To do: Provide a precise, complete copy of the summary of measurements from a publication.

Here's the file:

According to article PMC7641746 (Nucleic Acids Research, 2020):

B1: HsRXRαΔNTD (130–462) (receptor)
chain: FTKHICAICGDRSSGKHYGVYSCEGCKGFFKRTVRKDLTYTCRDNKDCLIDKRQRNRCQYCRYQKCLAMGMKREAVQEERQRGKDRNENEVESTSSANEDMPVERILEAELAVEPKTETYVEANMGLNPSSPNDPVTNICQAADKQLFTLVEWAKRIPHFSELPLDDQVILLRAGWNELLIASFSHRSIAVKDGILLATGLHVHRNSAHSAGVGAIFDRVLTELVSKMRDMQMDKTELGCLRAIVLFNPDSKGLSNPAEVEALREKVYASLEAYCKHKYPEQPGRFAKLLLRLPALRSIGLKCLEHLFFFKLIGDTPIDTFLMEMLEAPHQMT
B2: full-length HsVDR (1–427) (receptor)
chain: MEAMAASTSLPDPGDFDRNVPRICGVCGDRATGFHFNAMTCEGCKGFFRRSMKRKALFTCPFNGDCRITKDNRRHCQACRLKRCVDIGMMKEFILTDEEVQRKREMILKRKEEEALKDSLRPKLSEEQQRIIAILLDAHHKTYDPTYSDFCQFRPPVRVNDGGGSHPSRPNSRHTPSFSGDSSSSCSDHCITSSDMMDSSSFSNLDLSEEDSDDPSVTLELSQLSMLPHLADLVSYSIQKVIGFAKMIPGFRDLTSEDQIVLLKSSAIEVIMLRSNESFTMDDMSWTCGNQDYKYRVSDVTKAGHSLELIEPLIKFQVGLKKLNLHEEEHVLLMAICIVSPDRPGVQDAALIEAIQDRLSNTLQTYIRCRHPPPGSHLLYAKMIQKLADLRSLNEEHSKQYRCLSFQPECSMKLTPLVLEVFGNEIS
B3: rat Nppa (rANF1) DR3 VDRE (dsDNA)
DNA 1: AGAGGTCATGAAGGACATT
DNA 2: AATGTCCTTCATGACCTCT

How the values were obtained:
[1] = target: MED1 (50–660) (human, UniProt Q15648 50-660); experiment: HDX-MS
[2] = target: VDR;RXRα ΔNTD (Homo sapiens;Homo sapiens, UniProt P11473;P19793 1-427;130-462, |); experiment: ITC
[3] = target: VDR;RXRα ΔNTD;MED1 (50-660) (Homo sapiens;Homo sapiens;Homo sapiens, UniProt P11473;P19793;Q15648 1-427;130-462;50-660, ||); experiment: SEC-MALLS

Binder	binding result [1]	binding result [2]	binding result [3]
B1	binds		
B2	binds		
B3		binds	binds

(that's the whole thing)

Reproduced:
According to article PMC7641746 (Nucleic Acids Research, 2020):

B1: HsRXRαΔNTD (130–462) (receptor)
chain: FTKHICAICGDRSSGKHYGVYSCEGCKGFFKRTVRKDLTYTCRDNKDCLIDKRQRNRCQYCRYQKCLAMGMKREAVQEERQRGKDRNENEVESTSSANEDMPVERILEAELAVEPKTETYVEANMGLNPSSPNDPVTNICQAADKQLFTLVEWAKRIPHFSELPLDDQVILLRAGWNELLIASFSHRSIAVKDGILLATGLHVHRNSAHSAGVGAIFDRVLTELVSKMRDMQMDKTELGCLRAIVLFNPDSKGLSNPAEVEALREKVYASLEAYCKHKYPEQPGRFAKLLLRLPALRSIGLKCLEHLFFFKLIGDTPIDTFLMEMLEAPHQMT
B2: full-length HsVDR (1–427) (receptor)
chain: MEAMAASTSLPDPGDFDRNVPRICGVCGDRATGFHFNAMTCEGCKGFFRRSMKRKALFTCPFNGDCRITKDNRRHCQACRLKRCVDIGMMKEFILTDEEVQRKREMILKRKEEEALKDSLRPKLSEEQQRIIAILLDAHHKTYDPTYSDFCQFRPPVRVNDGGGSHPSRPNSRHTPSFSGDSSSSCSDHCITSSDMMDSSSFSNLDLSEEDSDDPSVTLELSQLSMLPHLADLVSYSIQKVIGFAKMIPGFRDLTSEDQIVLLKSSAIEVIMLRSNESFTMDDMSWTCGNQDYKYRVSDVTKAGHSLELIEPLIKFQVGLKKLNLHEEEHVLLMAICIVSPDRPGVQDAALIEAIQDRLSNTLQTYIRCRHPPPGSHLLYAKMIQKLADLRSLNEEHSKQYRCLSFQPECSMKLTPLVLEVFGNEIS
B3: rat Nppa (rANF1) DR3 VDRE (dsDNA)
DNA 1: AGAGGTCATGAAGGACATT
DNA 2: AATGTCCTTCATGACCTCT

How the values were obtained:
[1] = target: MED1 (50–660) (human, UniProt Q15648 50-660); experiment: HDX-MS
[2] = target: VDR;RXRα ΔNTD (Homo sapiens;Homo sapiens, UniProt P11473;P19793 1-427;130-462, |); experiment: ITC
[3] = target: VDR;RXRα ΔNTD;MED1 (50-660) (Homo sapiens;Homo sapiens;Homo sapiens, UniProt P11473;P19793;Q15648 1-427;130-462;50-660, ||); experiment: SEC-MALLS

Binder	binding result [1]	binding result [2]	binding result [3]
B1	binds		
B2	binds		
B3		binds	binds